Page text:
Gender Issues: Should You Find a New Supervisor?
A scenario meant to stimulate discussion about gender issues in the advisor-advisee relationship.
You are nearing the end of your first year of graduate study at Tough Tech and have been working with Professor Grimm's group within the large Laboratory for Better Technology. You are very interested in the subject area of your research. However, whenever you make a significant contribution and start feeling good about yourself and your work, Professor Grimm gives you a lecture about what hard places Tough Tech and the Laboratory for Better Technology are, and how you really have to keep your nose to the grindstone if you expect to make it here. You try to make a joke of Grimm's "anti-pep" talks, but they do demoralize you. It has gotten to the point that whenever you make a contribution to the project, you send him something in writing and avoid talking to him for several days to avoid hearing his pessimistic assessment of your abilities.
On several occasions, Grimm has walked into the men's room while having an interesting conversation with the group. He seems not to notice that this leaves you asking male students to fill you in on what he said in there.
You are thinking about finding a different supervisor. The trouble is, there is only one other faculty member who works in this area, which you enjoy very much. From the two women in his group you learn that this second faculty member opens his group meetings by addressing everyone as "Gentlemen."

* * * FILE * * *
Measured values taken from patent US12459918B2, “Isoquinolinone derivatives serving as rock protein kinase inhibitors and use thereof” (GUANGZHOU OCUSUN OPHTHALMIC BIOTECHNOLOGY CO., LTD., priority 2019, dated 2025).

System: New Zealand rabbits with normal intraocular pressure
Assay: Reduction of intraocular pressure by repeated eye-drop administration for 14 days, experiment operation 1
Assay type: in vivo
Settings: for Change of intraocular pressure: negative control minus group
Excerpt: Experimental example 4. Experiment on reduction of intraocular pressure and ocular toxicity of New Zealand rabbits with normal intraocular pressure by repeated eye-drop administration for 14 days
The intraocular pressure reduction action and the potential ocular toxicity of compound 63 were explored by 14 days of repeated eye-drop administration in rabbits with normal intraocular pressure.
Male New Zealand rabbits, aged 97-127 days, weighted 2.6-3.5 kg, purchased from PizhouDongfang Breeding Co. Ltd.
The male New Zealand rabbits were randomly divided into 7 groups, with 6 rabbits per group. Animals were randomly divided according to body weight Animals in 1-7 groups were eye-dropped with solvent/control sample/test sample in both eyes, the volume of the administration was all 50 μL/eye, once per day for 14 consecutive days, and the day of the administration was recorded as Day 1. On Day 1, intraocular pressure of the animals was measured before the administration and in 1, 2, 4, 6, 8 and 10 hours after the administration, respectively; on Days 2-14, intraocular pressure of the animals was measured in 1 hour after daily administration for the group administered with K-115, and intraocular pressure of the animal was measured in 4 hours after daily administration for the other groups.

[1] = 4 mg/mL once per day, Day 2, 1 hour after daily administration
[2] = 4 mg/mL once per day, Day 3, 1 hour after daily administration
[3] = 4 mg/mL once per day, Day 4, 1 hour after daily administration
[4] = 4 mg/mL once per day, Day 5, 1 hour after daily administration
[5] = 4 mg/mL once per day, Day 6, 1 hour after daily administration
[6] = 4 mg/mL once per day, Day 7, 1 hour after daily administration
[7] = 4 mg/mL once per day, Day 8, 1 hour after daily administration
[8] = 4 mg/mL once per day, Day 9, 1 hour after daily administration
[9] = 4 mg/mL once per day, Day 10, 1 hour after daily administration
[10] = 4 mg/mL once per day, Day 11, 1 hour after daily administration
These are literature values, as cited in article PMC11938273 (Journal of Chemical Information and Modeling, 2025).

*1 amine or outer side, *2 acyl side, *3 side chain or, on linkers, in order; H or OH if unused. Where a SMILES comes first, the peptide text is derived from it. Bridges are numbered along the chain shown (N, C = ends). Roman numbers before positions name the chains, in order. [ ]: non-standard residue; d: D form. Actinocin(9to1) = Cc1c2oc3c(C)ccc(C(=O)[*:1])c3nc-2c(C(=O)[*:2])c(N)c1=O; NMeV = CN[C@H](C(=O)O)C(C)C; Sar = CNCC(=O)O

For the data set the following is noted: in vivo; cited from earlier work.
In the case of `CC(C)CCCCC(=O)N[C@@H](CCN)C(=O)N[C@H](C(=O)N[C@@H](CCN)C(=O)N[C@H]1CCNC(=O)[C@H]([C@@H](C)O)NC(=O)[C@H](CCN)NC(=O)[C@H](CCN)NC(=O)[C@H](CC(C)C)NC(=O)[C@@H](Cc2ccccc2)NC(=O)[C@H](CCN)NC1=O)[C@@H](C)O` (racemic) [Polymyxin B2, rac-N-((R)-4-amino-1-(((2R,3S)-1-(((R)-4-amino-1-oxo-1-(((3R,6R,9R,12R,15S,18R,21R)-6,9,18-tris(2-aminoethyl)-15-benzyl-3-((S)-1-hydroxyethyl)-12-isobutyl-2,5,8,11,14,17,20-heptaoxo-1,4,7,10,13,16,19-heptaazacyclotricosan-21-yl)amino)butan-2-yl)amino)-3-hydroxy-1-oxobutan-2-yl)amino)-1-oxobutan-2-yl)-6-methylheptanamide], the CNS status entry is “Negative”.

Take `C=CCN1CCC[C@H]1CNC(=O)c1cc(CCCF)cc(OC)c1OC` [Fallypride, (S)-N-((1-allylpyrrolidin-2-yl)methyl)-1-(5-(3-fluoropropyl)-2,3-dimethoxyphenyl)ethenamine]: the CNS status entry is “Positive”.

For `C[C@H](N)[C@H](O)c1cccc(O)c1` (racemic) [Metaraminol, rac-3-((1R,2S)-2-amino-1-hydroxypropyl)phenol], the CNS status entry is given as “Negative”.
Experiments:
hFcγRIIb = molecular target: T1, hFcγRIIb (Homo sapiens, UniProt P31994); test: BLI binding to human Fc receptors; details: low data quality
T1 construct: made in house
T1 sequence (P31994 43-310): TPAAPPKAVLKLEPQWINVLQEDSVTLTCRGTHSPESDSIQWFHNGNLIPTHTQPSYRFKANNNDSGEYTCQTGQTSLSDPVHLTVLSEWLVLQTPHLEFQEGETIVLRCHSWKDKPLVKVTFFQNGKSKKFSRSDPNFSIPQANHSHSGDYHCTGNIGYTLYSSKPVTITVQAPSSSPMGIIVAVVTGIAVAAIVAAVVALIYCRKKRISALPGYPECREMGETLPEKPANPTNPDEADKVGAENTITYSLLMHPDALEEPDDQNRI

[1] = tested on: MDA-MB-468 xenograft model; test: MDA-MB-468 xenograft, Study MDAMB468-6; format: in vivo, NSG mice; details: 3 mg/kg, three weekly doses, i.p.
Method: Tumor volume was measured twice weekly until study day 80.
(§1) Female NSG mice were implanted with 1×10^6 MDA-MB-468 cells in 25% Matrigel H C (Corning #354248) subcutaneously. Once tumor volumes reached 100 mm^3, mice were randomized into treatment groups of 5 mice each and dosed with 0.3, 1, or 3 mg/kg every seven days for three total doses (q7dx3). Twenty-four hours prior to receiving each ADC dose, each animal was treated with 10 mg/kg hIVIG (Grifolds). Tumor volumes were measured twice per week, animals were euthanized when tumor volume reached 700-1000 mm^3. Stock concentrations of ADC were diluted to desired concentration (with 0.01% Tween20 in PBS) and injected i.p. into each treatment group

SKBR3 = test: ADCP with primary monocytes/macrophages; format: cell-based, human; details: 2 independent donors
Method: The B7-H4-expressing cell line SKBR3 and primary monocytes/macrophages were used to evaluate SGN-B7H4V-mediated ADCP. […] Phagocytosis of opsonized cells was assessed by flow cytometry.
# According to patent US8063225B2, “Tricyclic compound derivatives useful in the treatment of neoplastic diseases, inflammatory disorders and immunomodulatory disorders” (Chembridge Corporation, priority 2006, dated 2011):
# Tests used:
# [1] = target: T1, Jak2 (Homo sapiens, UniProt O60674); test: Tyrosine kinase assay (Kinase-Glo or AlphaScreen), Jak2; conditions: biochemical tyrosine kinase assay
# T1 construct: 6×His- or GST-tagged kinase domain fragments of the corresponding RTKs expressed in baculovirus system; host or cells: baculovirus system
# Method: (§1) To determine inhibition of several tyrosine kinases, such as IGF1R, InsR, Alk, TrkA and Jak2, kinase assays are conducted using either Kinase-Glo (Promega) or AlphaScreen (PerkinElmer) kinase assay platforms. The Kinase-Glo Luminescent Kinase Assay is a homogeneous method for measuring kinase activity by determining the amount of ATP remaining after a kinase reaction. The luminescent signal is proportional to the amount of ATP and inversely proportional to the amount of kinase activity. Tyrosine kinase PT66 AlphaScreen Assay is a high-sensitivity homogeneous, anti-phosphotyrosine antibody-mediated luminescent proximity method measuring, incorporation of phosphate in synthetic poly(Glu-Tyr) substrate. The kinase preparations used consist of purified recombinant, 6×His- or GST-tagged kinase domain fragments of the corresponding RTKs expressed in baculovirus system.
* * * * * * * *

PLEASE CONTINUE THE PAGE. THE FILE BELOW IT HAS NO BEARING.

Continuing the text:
- What should you do and how should you go about it?
- Are there established standards of behavior that are being violated here?
- If so, what could be done to get others to help uphold those standards?
Caroline Whitbeck introduced methods and modules for discussing numerous issues in responsible conduct of research at a Sigma Xi Forum in 2000. Partial funding for the development of this material came from an NIH grant.
You can find the entire sequence on the OEC at Scenarios for Ethics Modules in the Responsible Conduct of Research. Some information in these historical modules may be out-of-date; for instance, there may be a new edition of the professional society's code that is referred to in an item. If you have suggestions for updates, please contact the OEC.